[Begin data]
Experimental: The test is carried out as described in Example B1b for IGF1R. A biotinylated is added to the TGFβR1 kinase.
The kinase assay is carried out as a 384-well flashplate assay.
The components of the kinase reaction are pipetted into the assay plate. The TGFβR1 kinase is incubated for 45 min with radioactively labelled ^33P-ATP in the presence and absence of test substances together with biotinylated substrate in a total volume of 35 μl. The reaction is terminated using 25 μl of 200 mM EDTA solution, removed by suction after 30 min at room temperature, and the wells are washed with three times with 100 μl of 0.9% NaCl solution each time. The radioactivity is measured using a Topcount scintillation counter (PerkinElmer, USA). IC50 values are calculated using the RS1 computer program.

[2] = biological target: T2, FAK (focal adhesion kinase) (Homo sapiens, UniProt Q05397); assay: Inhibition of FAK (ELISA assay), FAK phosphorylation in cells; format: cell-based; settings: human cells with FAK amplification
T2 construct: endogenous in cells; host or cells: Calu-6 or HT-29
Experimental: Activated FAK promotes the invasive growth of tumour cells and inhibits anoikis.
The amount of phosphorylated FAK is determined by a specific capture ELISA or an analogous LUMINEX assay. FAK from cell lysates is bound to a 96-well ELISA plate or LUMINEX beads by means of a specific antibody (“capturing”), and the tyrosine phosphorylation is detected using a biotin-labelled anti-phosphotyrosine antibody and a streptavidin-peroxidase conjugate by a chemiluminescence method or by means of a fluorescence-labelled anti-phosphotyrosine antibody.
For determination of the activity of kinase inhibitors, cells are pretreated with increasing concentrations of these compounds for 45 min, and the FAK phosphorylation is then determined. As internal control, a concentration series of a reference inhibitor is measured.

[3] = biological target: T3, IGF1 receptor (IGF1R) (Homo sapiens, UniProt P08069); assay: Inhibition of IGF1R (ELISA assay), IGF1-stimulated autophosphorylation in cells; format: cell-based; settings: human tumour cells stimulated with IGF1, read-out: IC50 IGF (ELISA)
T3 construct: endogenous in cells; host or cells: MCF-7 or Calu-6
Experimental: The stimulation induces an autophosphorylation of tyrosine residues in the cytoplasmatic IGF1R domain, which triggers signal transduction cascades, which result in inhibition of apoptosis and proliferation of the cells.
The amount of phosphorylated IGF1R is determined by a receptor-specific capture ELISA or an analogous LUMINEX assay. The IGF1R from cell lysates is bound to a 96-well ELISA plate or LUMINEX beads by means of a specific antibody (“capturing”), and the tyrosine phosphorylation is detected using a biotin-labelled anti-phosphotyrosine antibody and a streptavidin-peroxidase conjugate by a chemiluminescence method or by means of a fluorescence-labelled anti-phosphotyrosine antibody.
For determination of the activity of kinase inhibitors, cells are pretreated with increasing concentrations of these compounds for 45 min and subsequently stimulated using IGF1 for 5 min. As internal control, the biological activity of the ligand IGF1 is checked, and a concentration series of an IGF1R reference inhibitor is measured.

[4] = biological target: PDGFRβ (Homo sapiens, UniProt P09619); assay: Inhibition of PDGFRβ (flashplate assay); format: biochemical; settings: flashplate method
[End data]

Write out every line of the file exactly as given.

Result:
Experimental: The test is carried out as described in Example B1b for IGF1R. A biotinylated is added to the TGFβR1 kinase.
The kinase assay is carried out as a 384-well flashplate assay.
The components of the kinase reaction are pipetted into the assay plate. The TGFβR1 kinase is incubated for 45 min with radioactively labelled ^33P-ATP in the presence and absence of test substances together with biotinylated substrate in a total volume of 35 μl. The reaction is terminated using 25 μl of 200 mM EDTA solution, removed by suction after 30 min at room temperature, and the wells are washed with three times with 100 μl of 0.9% NaCl solution each time. The radioactivity is measured using a Topcount scintillation counter (PerkinElmer, USA). IC50 values are calculated using the RS1 computer program.

[2] = biological target: T2, FAK (focal adhesion kinase) (Homo sapiens, UniProt Q05397); assay: Inhibition of FAK (ELISA assay), FAK phosphorylation in cells; format: cell-based; settings: human cells with FAK amplification
T2 construct: endogenous in cells; host or cells: Calu-6 or HT-29
Experimental: Activated FAK promotes the invasive growth of tumour cells and inhibits anoikis.
The amount of phosphorylated FAK is determined by a specific capture ELISA or an analogous LUMINEX assay. FAK from cell lysates is bound to a 96-well ELISA plate or LUMINEX beads by means of a specific antibody (“capturing”), and the tyrosine phosphorylation is detected using a biotin-labelled anti-phosphotyrosine antibody and a streptavidin-peroxidase conjugate by a chemiluminescence method or by means of a fluorescence-labelled anti-phosphotyrosine antibody.
For determination of the activity of kinase inhibitors, cells are pretreated with increasing concentrations of these compounds for 45 min, and the FAK phosphorylation is then determined. As internal control, a concentration series of a reference inhibitor is measured.

[3] = biological target: T3, IGF1 receptor (IGF1R) (Homo sapiens, UniProt P08069); assay: Inhibition of IGF1R (ELISA assay), IGF1-stimulated autophosphorylation in cells; format: cell-based; settings: human tumour cells stimulated with IGF1, read-out: IC50 IGF (ELISA)
T3 construct: endogenous in cells; host or cells: MCF-7 or Calu-6
Experimental: The stimulation induces an autophosphorylation of tyrosine residues in the cytoplasmatic IGF1R domain, which triggers signal transduction cascades, which result in inhibition of apoptosis and proliferation of the cells.
The amount of phosphorylated IGF1R is determined by a receptor-specific capture ELISA or an analogous LUMINEX assay. The IGF1R from cell lysates is bound to a 96-well ELISA plate or LUMINEX beads by means of a specific antibody (“capturing”), and the tyrosine phosphorylation is detected using a biotin-labelled anti-phosphotyrosine antibody and a streptavidin-peroxidase conjugate by a chemiluminescence method or by means of a fluorescence-labelled anti-phosphotyrosine antibody.
For determination of the activity of kinase inhibitors, cells are pretreated with increasing concentrations of these compounds for 45 min and subsequently stimulated using IGF1 for 5 min. As internal control, the biological activity of the ligand IGF1 is checked, and a concentration series of an IGF1R reference inhibitor is measured.

[4] = biological target: PDGFRβ (Homo sapiens, UniProt P09619); assay: Inhibition of PDGFRβ (flashplate assay); format: biochemical; settings: flashplate method